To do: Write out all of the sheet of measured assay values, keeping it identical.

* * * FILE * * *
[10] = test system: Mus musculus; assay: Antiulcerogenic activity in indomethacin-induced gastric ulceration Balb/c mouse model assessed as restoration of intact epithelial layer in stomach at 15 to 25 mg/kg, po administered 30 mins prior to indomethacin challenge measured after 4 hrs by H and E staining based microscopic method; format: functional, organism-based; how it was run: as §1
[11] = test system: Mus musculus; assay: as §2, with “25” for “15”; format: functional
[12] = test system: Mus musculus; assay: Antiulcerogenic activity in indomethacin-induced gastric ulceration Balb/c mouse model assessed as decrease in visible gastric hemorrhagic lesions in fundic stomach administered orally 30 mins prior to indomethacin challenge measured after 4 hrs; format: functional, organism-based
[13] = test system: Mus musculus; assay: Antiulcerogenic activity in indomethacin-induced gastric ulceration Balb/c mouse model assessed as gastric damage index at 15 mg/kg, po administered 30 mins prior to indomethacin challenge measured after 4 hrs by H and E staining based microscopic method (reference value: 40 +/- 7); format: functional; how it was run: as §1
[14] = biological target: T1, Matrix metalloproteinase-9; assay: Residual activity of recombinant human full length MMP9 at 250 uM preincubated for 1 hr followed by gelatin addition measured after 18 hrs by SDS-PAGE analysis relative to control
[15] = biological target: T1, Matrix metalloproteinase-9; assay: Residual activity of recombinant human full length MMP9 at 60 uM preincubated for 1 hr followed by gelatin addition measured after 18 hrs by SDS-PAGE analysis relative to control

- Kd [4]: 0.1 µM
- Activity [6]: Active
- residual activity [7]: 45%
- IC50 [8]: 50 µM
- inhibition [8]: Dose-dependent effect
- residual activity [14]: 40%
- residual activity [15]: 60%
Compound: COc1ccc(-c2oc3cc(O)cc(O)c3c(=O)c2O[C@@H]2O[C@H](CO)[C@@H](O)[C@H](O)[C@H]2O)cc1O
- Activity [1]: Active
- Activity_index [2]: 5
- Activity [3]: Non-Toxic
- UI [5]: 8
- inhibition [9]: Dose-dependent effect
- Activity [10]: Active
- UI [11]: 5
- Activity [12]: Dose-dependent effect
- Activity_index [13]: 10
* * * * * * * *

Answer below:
[10] = test system: Mus musculus; assay: Antiulcerogenic activity in indomethacin-induced gastric ulceration Balb/c mouse model assessed as restoration of intact epithelial layer in stomach at 15 to 25 mg/kg, po administered 30 mins prior to indomethacin challenge measured after 4 hrs by H and E staining based microscopic method; format: functional, organism-based; how it was run: as §1
[11] = test system: Mus musculus; assay: as §2, with “25” for “15”; format: functional
[12] = test system: Mus musculus; assay: Antiulcerogenic activity in indomethacin-induced gastric ulceration Balb/c mouse model assessed as decrease in visible gastric hemorrhagic lesions in fundic stomach administered orally 30 mins prior to indomethacin challenge measured after 4 hrs; format: functional, organism-based
[13] = test system: Mus musculus; assay: Antiulcerogenic activity in indomethacin-induced gastric ulceration Balb/c mouse model assessed as gastric damage index at 15 mg/kg, po administered 30 mins prior to indomethacin challenge measured after 4 hrs by H and E staining based microscopic method (reference value: 40 +/- 7); format: functional; how it was run: as §1
[14] = biological target: T1, Matrix metalloproteinase-9; assay: Residual activity of recombinant human full length MMP9 at 250 uM preincubated for 1 hr followed by gelatin addition measured after 18 hrs by SDS-PAGE analysis relative to control
[15] = biological target: T1, Matrix metalloproteinase-9; assay: Residual activity of recombinant human full length MMP9 at 60 uM preincubated for 1 hr followed by gelatin addition measured after 18 hrs by SDS-PAGE analysis relative to control

- Kd [4]: 0.1 µM
- Activity [6]: Active
- residual activity [7]: 45%
- IC50 [8]: 50 µM
- inhibition [8]: Dose-dependent effect
- residual activity [14]: 40%
- residual activity [15]: 60%
Compound: COc1ccc(-c2oc3cc(O)cc(O)c3c(=O)c2O[C@@H]2O[C@H](CO)[C@@H](O)[C@H](O)[C@H]2O)cc1O
- Activity [1]: Active
- Activity_index [2]: 5
- Activity [3]: Non-Toxic
- UI [5]: 8
- inhibition [9]: Dose-dependent effect
- Activity [10]: Active
- UI [11]: 5
- Activity [12]: Dose-dependent effect
- Activity_index [13]: 10